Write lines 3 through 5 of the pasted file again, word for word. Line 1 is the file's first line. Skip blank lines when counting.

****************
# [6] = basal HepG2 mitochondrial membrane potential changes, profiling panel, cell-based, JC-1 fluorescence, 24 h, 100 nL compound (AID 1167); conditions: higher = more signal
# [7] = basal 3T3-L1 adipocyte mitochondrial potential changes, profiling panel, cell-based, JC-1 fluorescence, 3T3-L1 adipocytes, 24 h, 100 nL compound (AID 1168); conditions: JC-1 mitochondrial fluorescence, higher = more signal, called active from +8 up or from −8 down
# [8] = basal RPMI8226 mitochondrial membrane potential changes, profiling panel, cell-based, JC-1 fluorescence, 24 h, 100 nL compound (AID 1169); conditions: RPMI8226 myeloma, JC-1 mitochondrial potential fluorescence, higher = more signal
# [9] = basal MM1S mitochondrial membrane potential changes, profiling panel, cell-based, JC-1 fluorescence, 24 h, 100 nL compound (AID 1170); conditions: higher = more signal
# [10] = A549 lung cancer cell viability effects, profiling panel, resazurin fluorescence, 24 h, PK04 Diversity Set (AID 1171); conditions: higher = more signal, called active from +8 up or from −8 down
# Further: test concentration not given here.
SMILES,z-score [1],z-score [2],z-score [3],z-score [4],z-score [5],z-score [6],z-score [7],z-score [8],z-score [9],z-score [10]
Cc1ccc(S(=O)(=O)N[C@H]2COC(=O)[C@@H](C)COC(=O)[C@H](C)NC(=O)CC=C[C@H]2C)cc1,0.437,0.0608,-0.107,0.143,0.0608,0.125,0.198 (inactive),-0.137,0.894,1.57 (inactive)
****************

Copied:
# [8] = basal RPMI8226 mitochondrial membrane potential changes, profiling panel, cell-based, JC-1 fluorescence, 24 h, 100 nL compound (AID 1169); conditions: RPMI8226 myeloma, JC-1 mitochondrial potential fluorescence, higher = more signal
# [9] = basal MM1S mitochondrial membrane potential changes, profiling panel, cell-based, JC-1 fluorescence, 24 h, 100 nL compound (AID 1170); conditions: higher = more signal
# [10] = A549 lung cancer cell viability effects, profiling panel, resazurin fluorescence, 24 h, PK04 Diversity Set (AID 1171); conditions: higher = more signal, called active from +8 up or from −8 down